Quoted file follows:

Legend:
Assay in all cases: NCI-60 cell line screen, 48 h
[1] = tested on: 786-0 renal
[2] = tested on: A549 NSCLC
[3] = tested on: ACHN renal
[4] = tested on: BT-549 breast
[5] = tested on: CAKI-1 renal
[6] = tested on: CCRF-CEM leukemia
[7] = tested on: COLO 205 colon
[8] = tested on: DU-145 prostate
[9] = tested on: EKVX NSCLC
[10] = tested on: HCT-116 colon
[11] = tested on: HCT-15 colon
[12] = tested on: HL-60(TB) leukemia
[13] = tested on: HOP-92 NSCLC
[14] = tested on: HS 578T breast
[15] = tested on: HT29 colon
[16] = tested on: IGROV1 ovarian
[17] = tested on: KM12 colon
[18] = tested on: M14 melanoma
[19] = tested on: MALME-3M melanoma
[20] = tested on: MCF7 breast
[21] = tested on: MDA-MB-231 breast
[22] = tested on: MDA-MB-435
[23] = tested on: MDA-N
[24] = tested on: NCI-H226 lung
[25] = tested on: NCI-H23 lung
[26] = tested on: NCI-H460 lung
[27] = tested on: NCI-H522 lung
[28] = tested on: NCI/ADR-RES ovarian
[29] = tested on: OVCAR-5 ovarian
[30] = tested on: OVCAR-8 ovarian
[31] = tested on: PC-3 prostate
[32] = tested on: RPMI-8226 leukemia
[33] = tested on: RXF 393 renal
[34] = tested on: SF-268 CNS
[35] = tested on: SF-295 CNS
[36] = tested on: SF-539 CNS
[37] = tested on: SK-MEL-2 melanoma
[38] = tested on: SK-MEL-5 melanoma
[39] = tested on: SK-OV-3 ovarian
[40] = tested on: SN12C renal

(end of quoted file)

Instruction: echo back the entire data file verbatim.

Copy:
Legend:
Assay in all cases: NCI-60 cell line screen, 48 h
[1] = tested on: 786-0 renal
[2] = tested on: A549 NSCLC
[3] = tested on: ACHN renal
[4] = tested on: BT-549 breast
[5] = tested on: CAKI-1 renal
[6] = tested on: CCRF-CEM leukemia
[7] = tested on: COLO 205 colon
[8] = tested on: DU-145 prostate
[9] = tested on: EKVX NSCLC
[10] = tested on: HCT-116 colon
[11] = tested on: HCT-15 colon
[12] = tested on: HL-60(TB) leukemia
[13] = tested on: HOP-92 NSCLC
[14] = tested on: HS 578T breast
[15] = tested on: HT29 colon
[16] = tested on: IGROV1 ovarian
[17] = tested on: KM12 colon
[18] = tested on: M14 melanoma
[19] = tested on: MALME-3M melanoma
[20] = tested on: MCF7 breast
[21] = tested on: MDA-MB-231 breast
[22] = tested on: MDA-MB-435
[23] = tested on: MDA-N
[24] = tested on: NCI-H226 lung
[25] = tested on: NCI-H23 lung
[26] = tested on: NCI-H460 lung
[27] = tested on: NCI-H522 lung
[28] = tested on: NCI/ADR-RES ovarian
[29] = tested on: OVCAR-5 ovarian
[30] = tested on: OVCAR-8 ovarian
[31] = tested on: PC-3 prostate
[32] = tested on: RPMI-8226 leukemia
[33] = tested on: RXF 393 renal
[34] = tested on: SF-268 CNS
[35] = tested on: SF-295 CNS
[36] = tested on: SF-539 CNS
[37] = tested on: SK-MEL-2 melanoma
[38] = tested on: SK-MEL-5 melanoma
[39] = tested on: SK-OV-3 ovarian
[40] = tested on: SN12C renal